Andrew Fiala

Should grandmothers be surrogate birth mothers? Ethics lag reproductive technology

In this March 25, 2019 photo, Cecile Eledge smiles after delivering her grandchild at the Nebraska Medical Center in Omaha, Neb. Eledge volunteered to be the surrogate mother to her grandchild, conceived with sperm from her son Matthew Eledge and an egg from Lea Yribe, the sister of Matthew Eledge’s husband, Elliot Dougherty.
In this March 25, 2019 photo, Cecile Eledge smiles after delivering her grandchild at the Nebraska Medical Center in Omaha, Neb. Eledge volunteered to be the surrogate mother to her grandchild, conceived with sperm from her son Matthew Eledge and an egg from Lea Yribe, the sister of Matthew Eledge’s husband, Elliot Dougherty. AP

The birds and the bees have gone high tech. We are entering a brave, new world of reproduction. Some will applaud the new ways we can make babies. Others will worry about a slippery slope to procreative chaos.

Consider the case of a Nebraska grandmother who gave birth to her own granddaughter. Cecile Eledge provided gestational surrogacy for her son and his husband. The child she birthed was created with her son’s sperm and an egg donated by his husband’s sister. The family appears to be thrilled to welcome a new child into the world.

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Andrew Fiala

Another remarkable fact about Ms. Eledge is that she is 61 years old. New technologies allow post-menopausal women to give birth. CBS News reported in 2016 that a 70-year old woman — whose husband is 79 — gave birth in India.

And that’s not all. The gametes of dead people have been retrieved for reproductive purposes. Recently after a tragic accident at West Point, the parents of a brain-dead cadet obtained his sperm, hoping to use it to create a grandchild. A couple of years ago, a British woman got legal permission to fertilize and gestate the frozen eggs of her dead daughter.

In routine organ donation, consent is required. But there is no box to check on your driver’s license for sperm and eggs. It is understandable, perhaps, that a spouse would want to give birth to the genetic offspring of a dead husband or wife. But do the parents of a dead person have the right to their child’s genetic material?

New reproductive technologies challenge our presumptions about sex, identity, and reproduction. It is an amazing wonder of technology that non-fertile people can make babies. But these technological feats create new complexities. A child can have many “parents.” She could be conceived from a sperm donor, an egg donor, and a gestational surrogate, while being raised by her legal parents. Scientists have also developed a technique that uses a donor egg to host the nuclear DNA of another women in order to avoid mitochondrial diseases—in so-called three-parent conception.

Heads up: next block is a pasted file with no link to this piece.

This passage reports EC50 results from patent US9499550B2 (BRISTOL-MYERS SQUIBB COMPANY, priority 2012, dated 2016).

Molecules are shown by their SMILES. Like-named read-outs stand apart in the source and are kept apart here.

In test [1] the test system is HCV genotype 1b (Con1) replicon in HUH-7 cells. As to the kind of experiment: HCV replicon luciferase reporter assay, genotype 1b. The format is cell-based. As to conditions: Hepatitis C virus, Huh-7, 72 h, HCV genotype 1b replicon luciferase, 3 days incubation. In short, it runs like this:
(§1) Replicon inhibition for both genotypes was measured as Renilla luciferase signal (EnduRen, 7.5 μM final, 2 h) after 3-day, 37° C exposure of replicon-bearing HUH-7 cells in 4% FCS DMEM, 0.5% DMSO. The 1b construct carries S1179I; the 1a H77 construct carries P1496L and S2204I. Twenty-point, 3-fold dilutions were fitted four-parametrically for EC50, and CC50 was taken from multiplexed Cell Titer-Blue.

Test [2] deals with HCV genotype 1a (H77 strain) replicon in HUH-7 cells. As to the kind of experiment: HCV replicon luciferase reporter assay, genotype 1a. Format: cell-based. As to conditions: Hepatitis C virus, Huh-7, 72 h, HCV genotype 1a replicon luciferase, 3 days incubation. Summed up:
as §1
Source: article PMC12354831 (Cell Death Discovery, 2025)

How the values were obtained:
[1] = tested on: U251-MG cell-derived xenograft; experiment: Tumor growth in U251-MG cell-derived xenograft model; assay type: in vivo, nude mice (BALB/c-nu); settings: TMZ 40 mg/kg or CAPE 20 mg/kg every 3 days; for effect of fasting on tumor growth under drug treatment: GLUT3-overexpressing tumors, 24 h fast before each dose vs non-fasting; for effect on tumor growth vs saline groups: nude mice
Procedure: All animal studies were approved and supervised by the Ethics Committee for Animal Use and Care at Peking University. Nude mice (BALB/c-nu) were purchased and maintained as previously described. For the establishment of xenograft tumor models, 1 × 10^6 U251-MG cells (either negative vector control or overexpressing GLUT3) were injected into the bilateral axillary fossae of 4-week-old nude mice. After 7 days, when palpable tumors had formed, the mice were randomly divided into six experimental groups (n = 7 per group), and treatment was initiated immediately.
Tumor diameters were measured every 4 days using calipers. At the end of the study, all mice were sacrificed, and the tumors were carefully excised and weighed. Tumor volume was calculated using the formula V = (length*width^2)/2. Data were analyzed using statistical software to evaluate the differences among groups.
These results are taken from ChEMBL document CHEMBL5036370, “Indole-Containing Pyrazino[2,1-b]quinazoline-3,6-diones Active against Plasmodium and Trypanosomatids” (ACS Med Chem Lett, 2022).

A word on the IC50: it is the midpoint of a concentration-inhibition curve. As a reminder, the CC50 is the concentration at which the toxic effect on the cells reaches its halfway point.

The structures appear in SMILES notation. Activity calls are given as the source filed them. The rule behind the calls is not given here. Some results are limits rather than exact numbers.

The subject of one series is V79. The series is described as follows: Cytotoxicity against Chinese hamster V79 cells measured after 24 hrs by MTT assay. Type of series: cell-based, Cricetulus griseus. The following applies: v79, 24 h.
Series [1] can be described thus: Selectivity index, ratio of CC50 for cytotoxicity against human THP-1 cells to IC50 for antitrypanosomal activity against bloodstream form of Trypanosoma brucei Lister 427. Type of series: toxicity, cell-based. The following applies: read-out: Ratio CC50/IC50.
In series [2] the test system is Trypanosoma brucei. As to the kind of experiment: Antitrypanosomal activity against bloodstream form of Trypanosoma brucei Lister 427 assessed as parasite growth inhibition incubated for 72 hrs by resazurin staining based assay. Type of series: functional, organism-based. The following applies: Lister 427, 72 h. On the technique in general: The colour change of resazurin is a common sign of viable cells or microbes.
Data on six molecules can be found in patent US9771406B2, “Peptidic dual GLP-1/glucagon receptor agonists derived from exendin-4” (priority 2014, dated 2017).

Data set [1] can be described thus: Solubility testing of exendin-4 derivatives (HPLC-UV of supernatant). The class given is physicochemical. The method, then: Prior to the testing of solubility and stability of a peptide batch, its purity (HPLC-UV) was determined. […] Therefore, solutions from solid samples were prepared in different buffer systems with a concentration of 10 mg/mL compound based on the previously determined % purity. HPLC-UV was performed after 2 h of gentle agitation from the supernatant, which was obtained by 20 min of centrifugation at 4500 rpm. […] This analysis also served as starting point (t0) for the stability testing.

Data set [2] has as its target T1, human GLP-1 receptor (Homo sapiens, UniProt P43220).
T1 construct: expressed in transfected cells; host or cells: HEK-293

We can also screen embryos in order to avoid disease or select a baby’s sex. And last year, scientists in China used CRISPR gene editing technology to genetically engineer babies. Scientists in China have also successfully cloned macaque monkeys. It seems inevitable that someday someone will clone a human being. A likely scenario involves grieving parents who want to preserve the genetic identity of a deceased child.

Is the reproductive revolution an audacious accomplishment of science to be celebrated? Or is this a Frankenstein scenario in which scientific hubris runs amok?

Conservatives will say that these new technologies disregard nature and tradition. The natural law theory of ethics is generally opposed to artificial reproduction as well as to same-sex marriage and abortion. It fears the slippery slope. The natural law theory might suggest that the problem created by grandmothers who use their children’s gametes to reproduce is that this seems close to incest.

But on the other hand, progressives and libertarians will say that as long as everyone consents and everyone is happy, then there is nothing wrong. The children created in these ways will be loved by families who go to great lengths to conceive them. Genetic intervention and selection seek to avoid harm and create healthy children. On this view, the new technologies are benign and life-affirming, since they allow people to procreate who were previously unable to do so.

The reproductive genie is already out of the bottle. Cloning remains nearly universally prohibited. But a variety of alternative reproductive strategies are already available to those who are willing to pay for them. Our ethical and legal judgments need to catch up with our technical prowess.

One important first step is to have conversations with your own friends and family about who has a right to your gametes and what you think about the new ways that humans reproduce. Families ought to have frank discussions about organ donation and end-of-life care. And now, after we have a conversation about the birds and the bees, we should also discuss the possibility of posthumous reproduction and a variety of other weird and wonderful ways to make babies.

Andrew Fiala is a professor of philosophy and director of The Ethics Center at Fresno State: @PhilosophyFiala
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